The aboriginal women in Canada are facing multiple types of oppression considering their cases of missing and murdered women in their communities. Oppression means the exercise of tyranny by a ruling group (Young, 2004). The indigenous women are facing marginalisation, powerlessness, cultural imperialism, and violence. “Marginalisation is the act of relegating or confining a group of people to a lower social standing or outer limit or edge of society,” (Young, 2004). The indigenous people are constantly deemed as lower compared to the Caucasian population, which has been an issue since Canada was colonialized by Britain and the indigenous peoples land was completely taken over as they were forced into Caucasian ways. The aboriginals also face powerlessness in a sense that they have tried for many years to bring attention to the issue of the missing and murdered indigenous women and continue to come up empty handed. The dominating culture with power is the Caucasian society. The indigenous groups have dealt with cultural imperialism right from the moment that Canada became colonized. When Canada was colonized, Britain’s religion and way of life was forced upon the indigenous groups that originally lived there. The Caucasian population have forced their cultural norms on the oppressed cultures since the colonization of Canada This still occurs to this day. The last type of oppression, violence, is the type that aboriginal people deal with the most in society. This is because the indigenous people have the highest rates of being victims of violence in Canada compared to other cultures, specifically the cases of the missing and murdered aboriginal women. Since the indigenous women are more likely to face violence than Caucasian victims, they are facing violence directed at one group which is considered to be oppression towards them (Young, 2004).
By exploring the cases of the missing and murdered aboriginal women, it is clear that the issue is still in effect and has been for numerous years. This major crisis is continuously shut down by the government of Canada concluding in indigenous women continuing to be victims of this. This is because our society is dominated by the Caucasian population which deems other cultures as unimportant. Although not all issues can be solved entirely, the government could provide a more stable support system towards the indigenous culture and stress the importance of racial and cultural equality as to gain equalized media attention nationwide. If our society was viewed as one dominating culture then equality could be spread among all cultures living within Canada.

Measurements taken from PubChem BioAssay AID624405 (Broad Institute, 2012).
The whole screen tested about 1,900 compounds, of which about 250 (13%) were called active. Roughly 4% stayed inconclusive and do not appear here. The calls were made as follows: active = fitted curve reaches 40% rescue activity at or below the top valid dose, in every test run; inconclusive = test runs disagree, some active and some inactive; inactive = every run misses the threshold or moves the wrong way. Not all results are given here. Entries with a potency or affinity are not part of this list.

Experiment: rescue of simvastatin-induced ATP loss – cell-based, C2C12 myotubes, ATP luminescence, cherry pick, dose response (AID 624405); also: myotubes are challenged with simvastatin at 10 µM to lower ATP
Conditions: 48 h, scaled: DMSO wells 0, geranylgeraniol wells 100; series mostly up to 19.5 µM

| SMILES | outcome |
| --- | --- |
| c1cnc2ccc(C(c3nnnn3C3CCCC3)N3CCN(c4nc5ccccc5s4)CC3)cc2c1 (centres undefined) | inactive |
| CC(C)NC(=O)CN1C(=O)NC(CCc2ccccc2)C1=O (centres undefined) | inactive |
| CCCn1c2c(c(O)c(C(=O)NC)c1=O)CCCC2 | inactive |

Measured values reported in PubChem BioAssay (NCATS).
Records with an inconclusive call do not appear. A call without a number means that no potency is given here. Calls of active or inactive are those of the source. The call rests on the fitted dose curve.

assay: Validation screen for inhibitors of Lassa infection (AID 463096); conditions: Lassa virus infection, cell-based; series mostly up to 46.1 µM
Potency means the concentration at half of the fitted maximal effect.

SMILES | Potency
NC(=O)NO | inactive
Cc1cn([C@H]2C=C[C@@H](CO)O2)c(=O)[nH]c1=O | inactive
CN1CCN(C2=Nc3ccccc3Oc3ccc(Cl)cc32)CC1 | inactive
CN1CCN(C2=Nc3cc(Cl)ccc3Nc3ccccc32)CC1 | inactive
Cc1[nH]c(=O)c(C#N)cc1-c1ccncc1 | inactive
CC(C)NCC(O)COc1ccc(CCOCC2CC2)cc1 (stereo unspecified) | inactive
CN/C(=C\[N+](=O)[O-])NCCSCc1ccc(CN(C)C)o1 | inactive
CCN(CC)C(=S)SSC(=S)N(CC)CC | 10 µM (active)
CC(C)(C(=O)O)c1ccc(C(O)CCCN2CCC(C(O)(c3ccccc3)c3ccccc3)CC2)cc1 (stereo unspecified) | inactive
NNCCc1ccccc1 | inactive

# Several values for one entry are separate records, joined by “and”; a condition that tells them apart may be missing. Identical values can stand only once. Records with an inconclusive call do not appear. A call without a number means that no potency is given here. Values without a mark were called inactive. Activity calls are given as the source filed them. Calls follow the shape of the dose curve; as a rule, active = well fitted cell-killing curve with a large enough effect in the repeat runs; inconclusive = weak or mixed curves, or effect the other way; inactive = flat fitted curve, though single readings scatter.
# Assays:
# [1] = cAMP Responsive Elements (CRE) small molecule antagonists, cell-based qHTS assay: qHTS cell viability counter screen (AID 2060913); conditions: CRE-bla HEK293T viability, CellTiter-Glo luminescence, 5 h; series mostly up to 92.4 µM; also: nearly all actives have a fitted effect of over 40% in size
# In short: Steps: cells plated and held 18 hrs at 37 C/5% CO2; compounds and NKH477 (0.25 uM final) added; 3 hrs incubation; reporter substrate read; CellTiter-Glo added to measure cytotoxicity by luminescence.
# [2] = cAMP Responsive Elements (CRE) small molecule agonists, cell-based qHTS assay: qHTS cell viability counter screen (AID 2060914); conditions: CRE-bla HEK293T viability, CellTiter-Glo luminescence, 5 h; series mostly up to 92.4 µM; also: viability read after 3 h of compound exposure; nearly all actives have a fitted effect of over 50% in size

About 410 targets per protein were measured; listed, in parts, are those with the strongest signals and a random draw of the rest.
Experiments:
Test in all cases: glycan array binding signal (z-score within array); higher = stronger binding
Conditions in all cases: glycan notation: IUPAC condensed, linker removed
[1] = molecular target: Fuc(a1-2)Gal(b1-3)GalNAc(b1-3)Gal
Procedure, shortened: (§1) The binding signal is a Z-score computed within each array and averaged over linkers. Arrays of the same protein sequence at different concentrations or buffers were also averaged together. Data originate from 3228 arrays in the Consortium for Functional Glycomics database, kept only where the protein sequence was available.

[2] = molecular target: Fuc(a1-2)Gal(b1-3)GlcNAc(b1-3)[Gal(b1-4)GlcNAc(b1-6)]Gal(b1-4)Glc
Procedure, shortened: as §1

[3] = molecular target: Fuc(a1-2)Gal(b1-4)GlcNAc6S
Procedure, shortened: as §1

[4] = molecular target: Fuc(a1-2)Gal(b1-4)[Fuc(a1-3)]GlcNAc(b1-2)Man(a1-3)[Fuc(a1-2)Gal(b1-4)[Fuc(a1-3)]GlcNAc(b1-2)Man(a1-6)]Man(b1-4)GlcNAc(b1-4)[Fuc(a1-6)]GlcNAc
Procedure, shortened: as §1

Further Reading and Works Cited
Kaur, J. (n.d.). Hundreds demand justice for missing and murdered indigenous women. Retrieved November 7, 2014, from http://www.mcgilldaily.com/2014/10/hundreds-demand-justice-for-missing-and-murdered-indigenous-women/
Young, I. (2004). Oppression, Privilege, and Resistance. In Five faces of Oppression. Boston: McGraw Hill.
Goar, C. (2014, October 21). Aboriginal women launch their own anti-violence campaign: Goar | Toronto Star. Retrieved November 7, 2014, from http://www.thestar.com/opinion/commentary/2014/10/21/aboriginal_women_launch_their_own_antiviolence_campaign_goar.html
The Facts About Violence Against Women. (n.d.). Retrieved November 7, 2014, from http://www.canadianwomen.org/facts-about-violence
Rubinstein, D. (n.d.). Missing and Murdered Indigenous Women and Girls. Retrieved November 7, 2014, from http://www.ammsa.com/content/missing-and-murdered-indigenous-women-and-girls
Hutchins, H. (n.d.). Section 2: Risk factors for violence against women. Retrieved November 7, 2014, from http://www.statcan.gc.ca/pub/85-002-x/2013001/article/11766/11766-2-eng.htm